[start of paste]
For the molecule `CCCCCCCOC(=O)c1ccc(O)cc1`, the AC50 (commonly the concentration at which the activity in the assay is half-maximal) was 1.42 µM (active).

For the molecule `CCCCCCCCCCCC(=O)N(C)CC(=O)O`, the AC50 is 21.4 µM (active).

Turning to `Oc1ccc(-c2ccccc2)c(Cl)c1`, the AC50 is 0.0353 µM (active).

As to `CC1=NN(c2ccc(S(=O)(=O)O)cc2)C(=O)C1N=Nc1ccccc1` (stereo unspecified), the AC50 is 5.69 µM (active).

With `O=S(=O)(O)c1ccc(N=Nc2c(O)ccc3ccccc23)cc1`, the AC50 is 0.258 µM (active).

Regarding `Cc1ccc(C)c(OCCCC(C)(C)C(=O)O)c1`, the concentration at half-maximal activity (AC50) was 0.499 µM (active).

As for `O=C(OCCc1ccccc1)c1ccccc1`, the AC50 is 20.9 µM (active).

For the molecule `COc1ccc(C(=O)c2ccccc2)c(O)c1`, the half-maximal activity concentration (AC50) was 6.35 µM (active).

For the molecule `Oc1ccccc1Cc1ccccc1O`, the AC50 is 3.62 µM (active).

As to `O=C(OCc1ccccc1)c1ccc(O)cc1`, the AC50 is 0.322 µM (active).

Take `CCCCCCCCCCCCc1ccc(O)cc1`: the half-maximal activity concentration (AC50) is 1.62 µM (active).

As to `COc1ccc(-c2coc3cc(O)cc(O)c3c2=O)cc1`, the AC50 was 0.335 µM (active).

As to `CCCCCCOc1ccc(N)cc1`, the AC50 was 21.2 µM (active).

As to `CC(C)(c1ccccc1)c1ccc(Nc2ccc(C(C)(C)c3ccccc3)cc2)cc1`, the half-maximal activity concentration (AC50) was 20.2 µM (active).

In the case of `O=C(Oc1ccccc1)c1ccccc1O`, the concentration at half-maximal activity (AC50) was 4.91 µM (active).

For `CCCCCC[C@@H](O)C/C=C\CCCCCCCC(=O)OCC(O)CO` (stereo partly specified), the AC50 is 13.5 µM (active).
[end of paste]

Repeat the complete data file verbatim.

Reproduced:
For the molecule `CCCCCCCOC(=O)c1ccc(O)cc1`, the AC50 (commonly the concentration at which the activity in the assay is half-maximal) was 1.42 µM (active).

For the molecule `CCCCCCCCCCCC(=O)N(C)CC(=O)O`, the AC50 is 21.4 µM (active).

Turning to `Oc1ccc(-c2ccccc2)c(Cl)c1`, the AC50 is 0.0353 µM (active).

As to `CC1=NN(c2ccc(S(=O)(=O)O)cc2)C(=O)C1N=Nc1ccccc1` (stereo unspecified), the AC50 is 5.69 µM (active).

With `O=S(=O)(O)c1ccc(N=Nc2c(O)ccc3ccccc23)cc1`, the AC50 is 0.258 µM (active).

Regarding `Cc1ccc(C)c(OCCCC(C)(C)C(=O)O)c1`, the concentration at half-maximal activity (AC50) was 0.499 µM (active).

As for `O=C(OCCc1ccccc1)c1ccccc1`, the AC50 is 20.9 µM (active).

For the molecule `COc1ccc(C(=O)c2ccccc2)c(O)c1`, the half-maximal activity concentration (AC50) was 6.35 µM (active).

For the molecule `Oc1ccccc1Cc1ccccc1O`, the AC50 is 3.62 µM (active).

As to `O=C(OCc1ccccc1)c1ccc(O)cc1`, the AC50 is 0.322 µM (active).

Take `CCCCCCCCCCCCc1ccc(O)cc1`: the half-maximal activity concentration (AC50) is 1.62 µM (active).

As to `COc1ccc(-c2coc3cc(O)cc(O)c3c2=O)cc1`, the AC50 was 0.335 µM (active).

As to `CCCCCCOc1ccc(N)cc1`, the AC50 was 21.2 µM (active).

As to `CC(C)(c1ccccc1)c1ccc(Nc2ccc(C(C)(C)c3ccccc3)cc2)cc1`, the half-maximal activity concentration (AC50) was 20.2 µM (active).

In the case of `O=C(Oc1ccccc1)c1ccccc1O`, the concentration at half-maximal activity (AC50) was 4.91 µM (active).

For `CCCCCC[C@@H](O)C/C=C\CCCCCCCC(=O)OCC(O)CO` (stereo partly specified), the AC50 is 13.5 µM (active).